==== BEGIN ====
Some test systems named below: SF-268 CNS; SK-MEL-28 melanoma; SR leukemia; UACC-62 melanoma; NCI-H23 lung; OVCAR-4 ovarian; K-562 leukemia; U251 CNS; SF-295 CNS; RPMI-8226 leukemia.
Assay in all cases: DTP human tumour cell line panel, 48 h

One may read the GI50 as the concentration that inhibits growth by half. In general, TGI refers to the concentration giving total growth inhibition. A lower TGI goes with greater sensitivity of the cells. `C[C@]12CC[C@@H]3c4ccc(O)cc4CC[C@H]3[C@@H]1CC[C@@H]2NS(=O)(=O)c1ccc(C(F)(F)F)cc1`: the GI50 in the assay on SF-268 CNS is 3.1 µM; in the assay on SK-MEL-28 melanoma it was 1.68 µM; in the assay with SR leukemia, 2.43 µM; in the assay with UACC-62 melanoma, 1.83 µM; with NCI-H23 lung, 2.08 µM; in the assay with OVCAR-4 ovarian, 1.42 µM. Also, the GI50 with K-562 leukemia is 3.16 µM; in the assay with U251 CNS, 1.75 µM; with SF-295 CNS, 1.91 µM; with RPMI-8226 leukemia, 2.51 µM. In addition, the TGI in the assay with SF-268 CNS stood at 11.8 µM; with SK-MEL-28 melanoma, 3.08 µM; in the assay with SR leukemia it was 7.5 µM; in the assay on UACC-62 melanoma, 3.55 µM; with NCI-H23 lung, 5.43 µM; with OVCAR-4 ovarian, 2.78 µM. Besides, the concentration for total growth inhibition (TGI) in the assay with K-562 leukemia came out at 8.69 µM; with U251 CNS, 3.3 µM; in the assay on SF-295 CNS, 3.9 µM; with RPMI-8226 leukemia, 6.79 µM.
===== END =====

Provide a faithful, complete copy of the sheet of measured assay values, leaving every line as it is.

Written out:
Some test systems named below: SF-268 CNS; SK-MEL-28 melanoma; SR leukemia; UACC-62 melanoma; NCI-H23 lung; OVCAR-4 ovarian; K-562 leukemia; U251 CNS; SF-295 CNS; RPMI-8226 leukemia.
Assay in all cases: DTP human tumour cell line panel, 48 h

One may read the GI50 as the concentration that inhibits growth by half. In general, TGI refers to the concentration giving total growth inhibition. A lower TGI goes with greater sensitivity of the cells. `C[C@]12CC[C@@H]3c4ccc(O)cc4CC[C@H]3[C@@H]1CC[C@@H]2NS(=O)(=O)c1ccc(C(F)(F)F)cc1`: the GI50 in the assay on SF-268 CNS is 3.1 µM; in the assay on SK-MEL-28 melanoma it was 1.68 µM; in the assay with SR leukemia, 2.43 µM; in the assay with UACC-62 melanoma, 1.83 µM; with NCI-H23 lung, 2.08 µM; in the assay with OVCAR-4 ovarian, 1.42 µM. Also, the GI50 with K-562 leukemia is 3.16 µM; in the assay with U251 CNS, 1.75 µM; with SF-295 CNS, 1.91 µM; with RPMI-8226 leukemia, 2.51 µM. In addition, the TGI in the assay with SF-268 CNS stood at 11.8 µM; with SK-MEL-28 melanoma, 3.08 µM; in the assay with SR leukemia it was 7.5 µM; in the assay on UACC-62 melanoma, 3.55 µM; with NCI-H23 lung, 5.43 µM; with OVCAR-4 ovarian, 2.78 µM. Besides, the concentration for total growth inhibition (TGI) in the assay with K-562 leukemia came out at 8.69 µM; with U251 CNS, 3.3 µM; in the assay on SF-295 CNS, 3.9 µM; with RPMI-8226 leukemia, 6.79 µM.